A Twitter Phishing Campaign Is After User’s Credentials - How to, Technology and PC Security Forum | SensorsTechForum.com
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A Twitter Phishing Campaign Is After User’s Credentials

phishing-schemeA campaign run on Twitter tries to lure users into landing on a phishing page which only goal is to get users’ credentials.
It seems that either compromised Twitter accounts or bots are used to deliver a spam message with a Tumblr link to Twitter users. The link, naturally, redirects the user to a phishing web location.

Researchers from Malwarebytes report that the campaign was so active at times that it sent more than 200 messages in ten minutes. The attack was carried out for at least 6 hours.

The fake tweets that the security firm detected, regarded a “strange rumor” about the potential victim, in a Tumblr post.

The moment the user accesses the URL, he receives a message that the Twitter session has been interrupted and that the problem can be solved by signing into the account again.

A quick look at the web address where the message originates from, shows that there is a scam behind the apparent friendly request, which was specifically designed to collect Twitter credentials. What gives the scam away is the lack of encrypted connection.

The experienced user can recognize a scheme like that in a wink, but most computer users may easily walk into the trap.

How to recognize a phishing scam

As phishing schemes are being widely spread throughout social website, it is good to know what to look for and how to recognize them.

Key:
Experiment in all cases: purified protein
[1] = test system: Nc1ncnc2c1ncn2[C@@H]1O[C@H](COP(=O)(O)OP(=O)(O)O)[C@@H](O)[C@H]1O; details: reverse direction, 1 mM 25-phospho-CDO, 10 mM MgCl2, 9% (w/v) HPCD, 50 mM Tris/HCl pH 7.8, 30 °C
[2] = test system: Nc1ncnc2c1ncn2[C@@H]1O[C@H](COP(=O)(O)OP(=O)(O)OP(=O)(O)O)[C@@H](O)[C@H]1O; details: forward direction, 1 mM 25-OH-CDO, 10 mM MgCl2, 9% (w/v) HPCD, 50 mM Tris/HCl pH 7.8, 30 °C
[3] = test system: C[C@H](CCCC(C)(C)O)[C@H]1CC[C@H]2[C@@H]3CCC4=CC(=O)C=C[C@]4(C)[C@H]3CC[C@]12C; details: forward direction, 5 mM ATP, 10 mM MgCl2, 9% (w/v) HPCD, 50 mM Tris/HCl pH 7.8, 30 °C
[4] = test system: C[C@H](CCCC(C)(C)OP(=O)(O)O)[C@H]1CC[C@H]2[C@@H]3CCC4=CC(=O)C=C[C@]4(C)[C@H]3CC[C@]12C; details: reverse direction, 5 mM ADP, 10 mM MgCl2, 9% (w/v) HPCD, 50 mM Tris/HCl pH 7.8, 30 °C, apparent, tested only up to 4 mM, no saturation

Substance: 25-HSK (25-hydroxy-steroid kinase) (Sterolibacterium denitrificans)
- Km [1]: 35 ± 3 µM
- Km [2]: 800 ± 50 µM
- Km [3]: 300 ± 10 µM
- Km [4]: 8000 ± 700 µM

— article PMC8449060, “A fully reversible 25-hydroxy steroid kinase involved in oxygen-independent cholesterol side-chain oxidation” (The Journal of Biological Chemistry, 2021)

• Beware links in suspicious email messages
  • Pay attention to bad grammar and spelling
  • Watch out for threat messages that your account will be terminated if you do not respond to the email
  • Keep in mind that scam creators often use statistics or graphics in their messages that seem to be connected to legit websites but their only purpose is to redirect you to scam pages

What Security Experts Recommend

Experts strongly advise users to enable the two-factor authentication for the service. The second verification code assures that the actual owner of the account is the person who logs in. This code can be received as a text message on the user’s mobile phone. This way the risk of someone else using the username and password is eliminated.

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Berta Bilbao

Berta is a dedicated malware researcher, dreaming for a more secure cyber space. Her fascination with IT security began a few years ago when a malware locked her out of her own computer.

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